To play a selected memory, click on its Play button in the top toolbar and then on the Play Slideshow button in the menu that appears. Notice that you can also change the theme and background music for the memory from this menu.
5. Enable Cloud Sync
Backing up your photos to iCloud makes them accessible from any device with an internet connection. You’ll be glad to know that even the edits you make to photos get synced to iCloud.
Ensuring that you have photo backups in multiple locations will help you recover from potential data mishaps without breaking a sweat.
If you would like to use the cloud sync feature for your photo library, head to System Preferences > iCloud. There, click on the Options button next to Photos. Now, in the box that shows up, select the checkbox for iCloud Photo Library and hit the Done button.
(Want to keep your photos off the cloud, but sync them across your Apple devices? In the above step, select the My Photo Stream checkbox instead of the iCloud Photo Library checkbox. This two-way sync works only for 1,000 of your most recent photos.)
Keep in mind that Apple allocates only 5GB of free storage space to each iCloud user. If you have a sizeable photo collection to back up, you’re likely to run out of space fast. And sooner or later you’ll need to think about buying more iCloud storage.
To access your iCloud-synced photos online, you’ll have to visit iCloud.com and log in with your Apple ID.
6. Set Up Smart Albums
A handful of Mac apps allow you to create smart groups to filter items based on one or more criteria. Photos is one of those apps, and it calls these special groups smart albums.
Smart albums come in handy when you want to, say, filter photos that match a certain keyword or feature a specific set of people. You can also use smart albums to isolate pictures that Photos hasn’t been able to sync with iCloud.
To start setting up a smart album, click on File > New Smart Album. You’ll then get a popup box where you can select conditions for filtering photos from a set of dropdown menus. Once you have these conditions in place, hit the OK button. The album will then show up under My Albums in the sidebar.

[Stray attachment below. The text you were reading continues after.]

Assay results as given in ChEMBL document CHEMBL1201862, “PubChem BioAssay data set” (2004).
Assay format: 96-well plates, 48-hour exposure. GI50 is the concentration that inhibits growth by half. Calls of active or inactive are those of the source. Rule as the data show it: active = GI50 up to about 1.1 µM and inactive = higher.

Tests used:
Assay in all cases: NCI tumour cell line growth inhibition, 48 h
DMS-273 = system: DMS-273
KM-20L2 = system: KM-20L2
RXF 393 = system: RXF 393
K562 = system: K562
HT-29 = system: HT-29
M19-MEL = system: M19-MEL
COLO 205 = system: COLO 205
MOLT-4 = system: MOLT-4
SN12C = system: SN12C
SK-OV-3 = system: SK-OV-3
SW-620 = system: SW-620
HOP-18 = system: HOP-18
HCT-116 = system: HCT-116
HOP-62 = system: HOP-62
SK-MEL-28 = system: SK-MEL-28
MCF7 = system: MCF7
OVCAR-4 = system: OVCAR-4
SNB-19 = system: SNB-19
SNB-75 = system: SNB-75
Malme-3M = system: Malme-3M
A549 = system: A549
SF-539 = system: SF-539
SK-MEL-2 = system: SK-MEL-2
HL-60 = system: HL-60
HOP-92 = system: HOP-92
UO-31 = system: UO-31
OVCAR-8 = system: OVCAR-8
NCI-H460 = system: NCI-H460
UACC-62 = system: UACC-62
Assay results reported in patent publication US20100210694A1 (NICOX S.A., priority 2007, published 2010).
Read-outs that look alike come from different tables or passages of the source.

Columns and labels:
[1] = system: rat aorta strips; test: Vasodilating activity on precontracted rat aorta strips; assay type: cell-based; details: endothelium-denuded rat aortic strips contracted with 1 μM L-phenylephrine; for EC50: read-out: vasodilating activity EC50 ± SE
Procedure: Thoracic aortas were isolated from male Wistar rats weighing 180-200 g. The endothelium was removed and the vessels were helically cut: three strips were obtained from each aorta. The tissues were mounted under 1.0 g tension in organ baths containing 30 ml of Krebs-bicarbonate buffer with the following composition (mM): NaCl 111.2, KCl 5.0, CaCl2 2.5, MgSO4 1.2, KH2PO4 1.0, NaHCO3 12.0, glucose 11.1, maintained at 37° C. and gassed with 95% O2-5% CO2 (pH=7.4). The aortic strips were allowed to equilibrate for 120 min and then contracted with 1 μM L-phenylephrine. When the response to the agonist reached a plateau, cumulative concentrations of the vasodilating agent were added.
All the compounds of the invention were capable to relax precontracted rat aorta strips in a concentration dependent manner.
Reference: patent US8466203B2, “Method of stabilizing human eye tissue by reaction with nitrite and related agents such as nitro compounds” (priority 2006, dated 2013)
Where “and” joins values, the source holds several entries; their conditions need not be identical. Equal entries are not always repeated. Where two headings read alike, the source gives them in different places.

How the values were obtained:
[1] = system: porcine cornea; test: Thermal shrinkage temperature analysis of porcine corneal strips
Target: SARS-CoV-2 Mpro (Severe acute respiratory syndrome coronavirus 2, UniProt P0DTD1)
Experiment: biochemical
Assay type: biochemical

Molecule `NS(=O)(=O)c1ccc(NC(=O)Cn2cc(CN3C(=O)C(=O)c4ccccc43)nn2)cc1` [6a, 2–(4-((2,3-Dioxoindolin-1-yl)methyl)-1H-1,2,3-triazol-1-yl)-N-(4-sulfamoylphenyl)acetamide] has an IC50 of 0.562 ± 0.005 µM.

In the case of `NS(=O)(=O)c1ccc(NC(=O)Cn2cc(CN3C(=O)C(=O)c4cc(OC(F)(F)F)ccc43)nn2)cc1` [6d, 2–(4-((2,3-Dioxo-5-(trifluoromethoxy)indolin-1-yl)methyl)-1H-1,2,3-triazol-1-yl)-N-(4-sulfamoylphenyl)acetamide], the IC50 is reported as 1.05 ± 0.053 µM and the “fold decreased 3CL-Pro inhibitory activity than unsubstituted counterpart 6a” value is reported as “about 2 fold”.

7. Repair the Photo Library
If the Photos app won’t open or if it crashes too often, you can tell macOS to repair it. To do so, hold down the Option and Cmd keys when you’re opening the application.
Once you hit the Repair button in the dialog box that shows up, the built-in repair tool does the rest. It fixes any database problems and inconsistencies to get the Photos app working again.
You might have a bit of waiting to do depending on the size of your photo library. After the repair process is complete, Photos relaunches by itself.
8. Create Photo Books and Calendars
If you want to turn some of your memories into, say, a photo book or a calendar, you can do it right from the Photos app. What’s more, you can have the product delivered to your doorstep. To get started, hover over My Projects in the sidebar and click on the Plus (+) button that appears next to it.
You’ll get a dropdown menu to select the product type you want to see in print. Once you select that, the app takes over. It walks you through the process of picking a theme, adding pictures, editing the layout, and placing the order for the product.
Mac Photo Management Made Simpler
Now that you have a grasp of the basics of Apple Photos on Mac, you’re better prepared to keep your digital memories well organized. Ensure that you aren’t making the usual photo management mistakes, and you’ll be ready to make your photo albums a delight to flip through!